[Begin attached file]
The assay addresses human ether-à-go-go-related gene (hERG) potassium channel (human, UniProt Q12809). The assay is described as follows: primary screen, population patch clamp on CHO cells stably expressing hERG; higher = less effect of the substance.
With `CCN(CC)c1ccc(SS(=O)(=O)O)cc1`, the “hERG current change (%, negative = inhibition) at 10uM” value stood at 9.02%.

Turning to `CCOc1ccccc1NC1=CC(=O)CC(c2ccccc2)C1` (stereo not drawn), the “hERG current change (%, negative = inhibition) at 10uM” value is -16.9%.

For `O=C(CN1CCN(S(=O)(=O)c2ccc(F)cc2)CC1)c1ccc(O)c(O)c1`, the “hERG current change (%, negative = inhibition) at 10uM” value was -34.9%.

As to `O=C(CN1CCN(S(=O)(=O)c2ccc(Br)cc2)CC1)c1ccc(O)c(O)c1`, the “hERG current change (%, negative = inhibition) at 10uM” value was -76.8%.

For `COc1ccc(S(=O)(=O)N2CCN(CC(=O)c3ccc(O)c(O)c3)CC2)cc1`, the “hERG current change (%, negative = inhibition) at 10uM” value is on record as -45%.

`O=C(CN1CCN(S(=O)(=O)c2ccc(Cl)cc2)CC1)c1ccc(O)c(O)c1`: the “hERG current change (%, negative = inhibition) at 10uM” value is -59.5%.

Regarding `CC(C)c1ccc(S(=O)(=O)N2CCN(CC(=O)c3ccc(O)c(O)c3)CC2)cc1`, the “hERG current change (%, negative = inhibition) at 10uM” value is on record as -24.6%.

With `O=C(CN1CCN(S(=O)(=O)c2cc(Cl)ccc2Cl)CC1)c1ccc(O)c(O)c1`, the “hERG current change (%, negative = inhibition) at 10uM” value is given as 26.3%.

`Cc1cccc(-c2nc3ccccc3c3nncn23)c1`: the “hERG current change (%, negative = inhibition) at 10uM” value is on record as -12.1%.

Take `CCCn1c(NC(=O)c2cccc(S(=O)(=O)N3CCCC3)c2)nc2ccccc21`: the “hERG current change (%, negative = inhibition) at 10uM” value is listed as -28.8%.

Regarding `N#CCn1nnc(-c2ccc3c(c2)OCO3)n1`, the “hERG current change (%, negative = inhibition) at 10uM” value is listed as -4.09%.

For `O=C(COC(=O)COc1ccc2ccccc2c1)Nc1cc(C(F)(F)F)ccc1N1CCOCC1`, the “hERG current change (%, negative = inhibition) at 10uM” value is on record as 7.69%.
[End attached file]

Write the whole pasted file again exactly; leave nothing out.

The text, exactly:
The assay addresses human ether-à-go-go-related gene (hERG) potassium channel (human, UniProt Q12809). The assay is described as follows: primary screen, population patch clamp on CHO cells stably expressing hERG; higher = less effect of the substance.
With `CCN(CC)c1ccc(SS(=O)(=O)O)cc1`, the “hERG current change (%, negative = inhibition) at 10uM” value stood at 9.02%.

Turning to `CCOc1ccccc1NC1=CC(=O)CC(c2ccccc2)C1` (stereo not drawn), the “hERG current change (%, negative = inhibition) at 10uM” value is -16.9%.

For `O=C(CN1CCN(S(=O)(=O)c2ccc(F)cc2)CC1)c1ccc(O)c(O)c1`, the “hERG current change (%, negative = inhibition) at 10uM” value was -34.9%.

As to `O=C(CN1CCN(S(=O)(=O)c2ccc(Br)cc2)CC1)c1ccc(O)c(O)c1`, the “hERG current change (%, negative = inhibition) at 10uM” value was -76.8%.

For `COc1ccc(S(=O)(=O)N2CCN(CC(=O)c3ccc(O)c(O)c3)CC2)cc1`, the “hERG current change (%, negative = inhibition) at 10uM” value is on record as -45%.

`O=C(CN1CCN(S(=O)(=O)c2ccc(Cl)cc2)CC1)c1ccc(O)c(O)c1`: the “hERG current change (%, negative = inhibition) at 10uM” value is -59.5%.

Regarding `CC(C)c1ccc(S(=O)(=O)N2CCN(CC(=O)c3ccc(O)c(O)c3)CC2)cc1`, the “hERG current change (%, negative = inhibition) at 10uM” value is on record as -24.6%.

With `O=C(CN1CCN(S(=O)(=O)c2cc(Cl)ccc2Cl)CC1)c1ccc(O)c(O)c1`, the “hERG current change (%, negative = inhibition) at 10uM” value is given as 26.3%.

`Cc1cccc(-c2nc3ccccc3c3nncn23)c1`: the “hERG current change (%, negative = inhibition) at 10uM” value is on record as -12.1%.

Take `CCCn1c(NC(=O)c2cccc(S(=O)(=O)N3CCCC3)c2)nc2ccccc21`: the “hERG current change (%, negative = inhibition) at 10uM” value is listed as -28.8%.

Regarding `N#CCn1nnc(-c2ccc3c(c2)OCO3)n1`, the “hERG current change (%, negative = inhibition) at 10uM” value is listed as -4.09%.

For `O=C(COC(=O)COc1ccc2ccccc2c1)Nc1cc(C(F)(F)F)ccc1N1CCOCC1`, the “hERG current change (%, negative = inhibition) at 10uM” value is on record as 7.69%.